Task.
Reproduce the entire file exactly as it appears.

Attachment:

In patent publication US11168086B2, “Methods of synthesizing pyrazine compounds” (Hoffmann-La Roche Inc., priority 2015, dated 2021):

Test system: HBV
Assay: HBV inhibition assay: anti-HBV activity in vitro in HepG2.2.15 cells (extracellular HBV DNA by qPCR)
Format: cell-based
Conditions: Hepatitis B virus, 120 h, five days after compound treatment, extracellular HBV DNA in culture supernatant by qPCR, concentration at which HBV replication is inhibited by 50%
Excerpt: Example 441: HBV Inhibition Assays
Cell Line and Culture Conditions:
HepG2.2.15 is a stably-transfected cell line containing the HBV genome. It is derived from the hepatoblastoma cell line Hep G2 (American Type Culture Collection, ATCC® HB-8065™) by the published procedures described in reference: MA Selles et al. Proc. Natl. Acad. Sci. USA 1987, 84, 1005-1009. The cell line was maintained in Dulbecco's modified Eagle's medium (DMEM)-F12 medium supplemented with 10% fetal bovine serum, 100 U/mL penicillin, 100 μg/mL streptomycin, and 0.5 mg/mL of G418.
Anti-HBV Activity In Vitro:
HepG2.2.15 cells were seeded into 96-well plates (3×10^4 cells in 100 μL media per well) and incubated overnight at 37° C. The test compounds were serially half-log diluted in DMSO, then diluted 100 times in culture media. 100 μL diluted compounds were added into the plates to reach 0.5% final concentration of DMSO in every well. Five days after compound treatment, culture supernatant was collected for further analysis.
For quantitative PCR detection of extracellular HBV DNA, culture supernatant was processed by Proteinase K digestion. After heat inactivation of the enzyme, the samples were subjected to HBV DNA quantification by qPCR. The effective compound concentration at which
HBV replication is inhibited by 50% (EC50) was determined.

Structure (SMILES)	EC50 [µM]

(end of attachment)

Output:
In patent publication US11168086B2, “Methods of synthesizing pyrazine compounds” (Hoffmann-La Roche Inc., priority 2015, dated 2021):

Test system: HBV
Assay: HBV inhibition assay: anti-HBV activity in vitro in HepG2.2.15 cells (extracellular HBV DNA by qPCR)
Format: cell-based
Conditions: Hepatitis B virus, 120 h, five days after compound treatment, extracellular HBV DNA in culture supernatant by qPCR, concentration at which HBV replication is inhibited by 50%
Excerpt: Example 441: HBV Inhibition Assays
Cell Line and Culture Conditions:
HepG2.2.15 is a stably-transfected cell line containing the HBV genome. It is derived from the hepatoblastoma cell line Hep G2 (American Type Culture Collection, ATCC® HB-8065™) by the published procedures described in reference: MA Selles et al. Proc. Natl. Acad. Sci. USA 1987, 84, 1005-1009. The cell line was maintained in Dulbecco's modified Eagle's medium (DMEM)-F12 medium supplemented with 10% fetal bovine serum, 100 U/mL penicillin, 100 μg/mL streptomycin, and 0.5 mg/mL of G418.
Anti-HBV Activity In Vitro:
HepG2.2.15 cells were seeded into 96-well plates (3×10^4 cells in 100 μL media per well) and incubated overnight at 37° C. The test compounds were serially half-log diluted in DMSO, then diluted 100 times in culture media. 100 μL diluted compounds were added into the plates to reach 0.5% final concentration of DMSO in every well. Five days after compound treatment, culture supernatant was collected for further analysis.
For quantitative PCR detection of extracellular HBV DNA, culture supernatant was processed by Proteinase K digestion. After heat inactivation of the enzyme, the samples were subjected to HBV DNA quantification by qPCR. The effective compound concentration at which
HBV replication is inhibited by 50% (EC50) was determined.

Structure (SMILES)	EC50 [µM]